Criminology - Book chapters

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    Non-mothers: identities, ambiguity, biography making and life choices
    (Policy Press, 2023-07-31) Cronin, Joan
    This research draws on interviews with Irish women who consciously decided to forego the motherhood mandate, opting instead to pursue a life without children. The study examines the motives that influenced the women in their decision making, considers the ways in which society reacts to the women’s decision making, and the strategies and identity management techniques that women engage in to preserve a positive sense of self. The women’s narrative accounts document the complex and ambiguous development of a life trajectory based on personal desires and ambitions, free from the commitment and responsibilities involved in raising children.
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    The Militarisation of Behaviours: Introduction
    (Springer, 2022-10-31) Kaucz, Błażej
    This chapter is devoted to an introduction to the process of the militarisation of behaviours. It is a mass process of social control employed by the state (and less often by non-state entities) where civilians are subjected to a treatment like that designed for soldiers. When this process is utilised, it leads sections of a society to be subdued to the will of the state officials. It can be a robust power-gaining mechanism used at the expense of the citizens. To build a framework to discuss this process, Ireland and Poland, the two states which are a part of the enquiry are introduced and initially compared. That is done to create a context for an analysis of the historical development of the twentieth-century criminal law in Poland and Ireland in the following two chapters. These two states, at first sight, might not have too much in common especially since both chose somewhat different paths to achieve the militarisation of behaviours. However, both Poland and Ireland promote individualism, self-determinism, and individual agency and it is easier to introduce the militarisation of behaviours in countries supporting these values.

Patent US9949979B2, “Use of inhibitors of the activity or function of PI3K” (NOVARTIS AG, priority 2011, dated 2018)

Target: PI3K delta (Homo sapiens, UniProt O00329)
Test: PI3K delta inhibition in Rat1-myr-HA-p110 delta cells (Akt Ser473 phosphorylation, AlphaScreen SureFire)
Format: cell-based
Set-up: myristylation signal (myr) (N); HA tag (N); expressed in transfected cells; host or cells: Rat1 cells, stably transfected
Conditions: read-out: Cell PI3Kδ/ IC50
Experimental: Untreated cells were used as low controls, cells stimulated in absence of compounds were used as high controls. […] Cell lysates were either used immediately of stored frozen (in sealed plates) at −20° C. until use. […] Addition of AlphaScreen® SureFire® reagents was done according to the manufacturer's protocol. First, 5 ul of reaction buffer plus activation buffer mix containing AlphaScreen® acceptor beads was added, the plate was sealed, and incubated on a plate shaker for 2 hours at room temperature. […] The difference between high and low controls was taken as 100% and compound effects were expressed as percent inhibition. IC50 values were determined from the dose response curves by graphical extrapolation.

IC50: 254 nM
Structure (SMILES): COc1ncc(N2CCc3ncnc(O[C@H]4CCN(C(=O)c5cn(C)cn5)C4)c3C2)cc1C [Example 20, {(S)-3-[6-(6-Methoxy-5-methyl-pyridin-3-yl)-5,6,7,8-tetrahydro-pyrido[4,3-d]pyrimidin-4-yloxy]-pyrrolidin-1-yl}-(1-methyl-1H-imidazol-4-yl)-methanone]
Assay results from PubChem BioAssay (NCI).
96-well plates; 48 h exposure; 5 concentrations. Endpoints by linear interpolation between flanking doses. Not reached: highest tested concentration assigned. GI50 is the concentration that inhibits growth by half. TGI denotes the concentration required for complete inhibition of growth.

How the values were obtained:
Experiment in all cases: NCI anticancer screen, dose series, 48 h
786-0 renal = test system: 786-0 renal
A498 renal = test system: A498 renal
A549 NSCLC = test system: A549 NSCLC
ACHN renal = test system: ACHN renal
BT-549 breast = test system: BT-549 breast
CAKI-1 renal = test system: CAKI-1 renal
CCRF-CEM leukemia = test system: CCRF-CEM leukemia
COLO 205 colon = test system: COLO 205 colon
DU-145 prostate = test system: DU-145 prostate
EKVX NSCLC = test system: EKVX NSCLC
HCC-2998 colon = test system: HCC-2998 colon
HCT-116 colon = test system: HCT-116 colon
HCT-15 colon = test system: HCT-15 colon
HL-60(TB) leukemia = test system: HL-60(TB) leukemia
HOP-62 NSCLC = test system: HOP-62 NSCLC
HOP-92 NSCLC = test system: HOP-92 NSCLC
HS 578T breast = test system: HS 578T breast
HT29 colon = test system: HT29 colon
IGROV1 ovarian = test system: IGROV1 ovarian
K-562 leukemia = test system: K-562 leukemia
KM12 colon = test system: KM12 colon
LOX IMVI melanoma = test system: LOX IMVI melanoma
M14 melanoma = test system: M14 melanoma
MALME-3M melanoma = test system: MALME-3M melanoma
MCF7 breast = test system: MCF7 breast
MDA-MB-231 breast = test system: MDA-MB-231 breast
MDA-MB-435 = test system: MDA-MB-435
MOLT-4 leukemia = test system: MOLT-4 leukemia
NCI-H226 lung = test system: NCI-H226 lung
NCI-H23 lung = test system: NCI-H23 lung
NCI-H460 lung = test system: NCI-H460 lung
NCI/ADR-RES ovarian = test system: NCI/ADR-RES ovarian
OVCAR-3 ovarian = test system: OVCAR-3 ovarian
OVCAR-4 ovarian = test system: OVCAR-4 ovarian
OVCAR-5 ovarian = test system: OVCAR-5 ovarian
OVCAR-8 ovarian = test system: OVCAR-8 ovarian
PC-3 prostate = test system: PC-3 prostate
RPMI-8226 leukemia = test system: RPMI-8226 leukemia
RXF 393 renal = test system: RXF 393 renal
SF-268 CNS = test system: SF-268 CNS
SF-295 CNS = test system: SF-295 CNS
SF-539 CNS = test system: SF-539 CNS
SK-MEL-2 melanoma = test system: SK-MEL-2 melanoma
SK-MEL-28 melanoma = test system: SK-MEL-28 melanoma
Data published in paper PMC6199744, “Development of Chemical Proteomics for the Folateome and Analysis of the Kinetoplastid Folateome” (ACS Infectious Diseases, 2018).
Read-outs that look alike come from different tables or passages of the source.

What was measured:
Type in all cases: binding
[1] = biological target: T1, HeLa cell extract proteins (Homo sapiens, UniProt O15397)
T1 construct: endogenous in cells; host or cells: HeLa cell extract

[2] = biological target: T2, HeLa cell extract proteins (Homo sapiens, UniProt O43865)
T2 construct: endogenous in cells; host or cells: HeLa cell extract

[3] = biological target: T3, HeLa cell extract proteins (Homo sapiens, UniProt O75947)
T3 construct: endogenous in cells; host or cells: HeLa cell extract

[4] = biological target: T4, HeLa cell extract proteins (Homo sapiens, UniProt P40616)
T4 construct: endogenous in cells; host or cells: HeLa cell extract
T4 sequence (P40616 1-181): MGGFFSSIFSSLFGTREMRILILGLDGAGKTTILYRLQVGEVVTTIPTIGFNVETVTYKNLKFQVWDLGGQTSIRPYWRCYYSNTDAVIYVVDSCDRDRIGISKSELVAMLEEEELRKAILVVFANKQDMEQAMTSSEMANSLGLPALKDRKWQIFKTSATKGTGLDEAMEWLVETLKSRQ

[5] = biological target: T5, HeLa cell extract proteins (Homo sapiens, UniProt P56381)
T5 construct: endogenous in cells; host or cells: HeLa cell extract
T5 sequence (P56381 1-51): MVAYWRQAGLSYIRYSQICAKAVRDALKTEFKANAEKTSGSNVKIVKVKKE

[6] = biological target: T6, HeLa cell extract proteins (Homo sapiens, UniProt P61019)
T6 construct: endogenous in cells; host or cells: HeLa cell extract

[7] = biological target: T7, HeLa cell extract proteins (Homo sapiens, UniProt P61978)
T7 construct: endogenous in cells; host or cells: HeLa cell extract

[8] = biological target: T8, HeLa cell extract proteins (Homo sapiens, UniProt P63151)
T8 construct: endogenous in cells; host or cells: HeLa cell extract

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    A left realist perspective to rural crime: The case of agricultural theft in Ireland
    (Bristol University Press and Policy Press, 2022-07-29) Windle, James
    Left realism originated as an applied theory to support communities to tackle crime in British working-class urban areas. While there are challenges to transferring theory from one context (British urban) to another (Irish rural), using Ireland as a case study this chapter argues for the value of a left realist approach to agricultural theft. The objective of this chapter is to take a small step towards rectifying the hidden nature of agricultural theft, and fear of theft by ironing out some conceptual, theoretical and methodological issues. The chapter begins with a review of Irish and international farm victimisation surveys. The core concepts of left realism are then summarised and its lessons are applied to agricultural theft. The final section draws lessons for Ireland from the international literature and proposes a left realist research agenda.
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    Horizon scanning of global drug markets
    (Routledge, 2021-11-09) Windle, James
    As there are already a number of insightful overviews of the global illicit drug trade (i.e. Purvis and Gundur, 2019; Reuter, 2014) this chapter will not re-tread a well-worn path, but rather explore recent developments and scan for future issues. EMCDDA and Europol (2019) suggest that horizon scanning can improve preparedness for future challenges, ensure institutional resilience to future threats and avoid rigid responses. This chapter will first review traditional drug market dynamics. With this context established it will explore: import substitution of cannabis, the exploitation of vulnerable peoples in European drug markets, online drug sales and new psychoactive substance (NPS) markets. The chapter concludes by discussing whether drug markets will become more exploitative and violent.
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    Introduction: ‘Nothing about us without us’, a history and application for criminology
    (Policy Press, 2021-09-03) Ahmed, Yasmine; Windle, James; Lynch, Orla; Ahmed, Yasmin; Windle, James; Lynch, Orla
    ‘Nothing about us without us’ surmises a burgeoning movement in criminology that is about giving voice to diverse perspectives and a way of doing research. Primarily it refers to the importance of an approach to criminology that is inclusive of those voices that have historically been hushed, marginalised, silenced or ignored. It also refers to the need for researchers to work with state and grassroots practitioners, especially those who provide a conduit to peoples most impacted by social injustice and crime. This edited volume will explore the importance of diversity and inclusivity in criminological discourses and, consider how researchers might bridge the gap between theory and lived experience, and how the authenticity of the voices of those who have been silenced can be incorporated into a meaningful criminology. This introductory chapter will explore the conceptual history of ‘nothing about us without us’ before summarising some of the key themes explored in this volume.